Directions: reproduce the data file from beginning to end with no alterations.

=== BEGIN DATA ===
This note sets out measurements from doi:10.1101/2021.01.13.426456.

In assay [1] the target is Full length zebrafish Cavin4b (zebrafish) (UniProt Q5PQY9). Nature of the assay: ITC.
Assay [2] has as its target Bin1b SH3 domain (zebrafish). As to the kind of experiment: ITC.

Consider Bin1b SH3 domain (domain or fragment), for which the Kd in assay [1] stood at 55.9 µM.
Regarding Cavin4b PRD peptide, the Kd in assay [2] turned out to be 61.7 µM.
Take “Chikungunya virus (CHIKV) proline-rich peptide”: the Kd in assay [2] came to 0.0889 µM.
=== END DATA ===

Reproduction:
This note sets out measurements from doi:10.1101/2021.01.13.426456.

In assay [1] the target is Full length zebrafish Cavin4b (zebrafish) (UniProt Q5PQY9). Nature of the assay: ITC.
Assay [2] has as its target Bin1b SH3 domain (zebrafish). As to the kind of experiment: ITC.

Consider Bin1b SH3 domain (domain or fragment), for which the Kd in assay [1] stood at 55.9 µM.
Regarding Cavin4b PRD peptide, the Kd in assay [2] turned out to be 61.7 µM.
Take “Chikungunya virus (CHIKV) proline-rich peptide”: the Kd in assay [2] came to 0.0889 µM.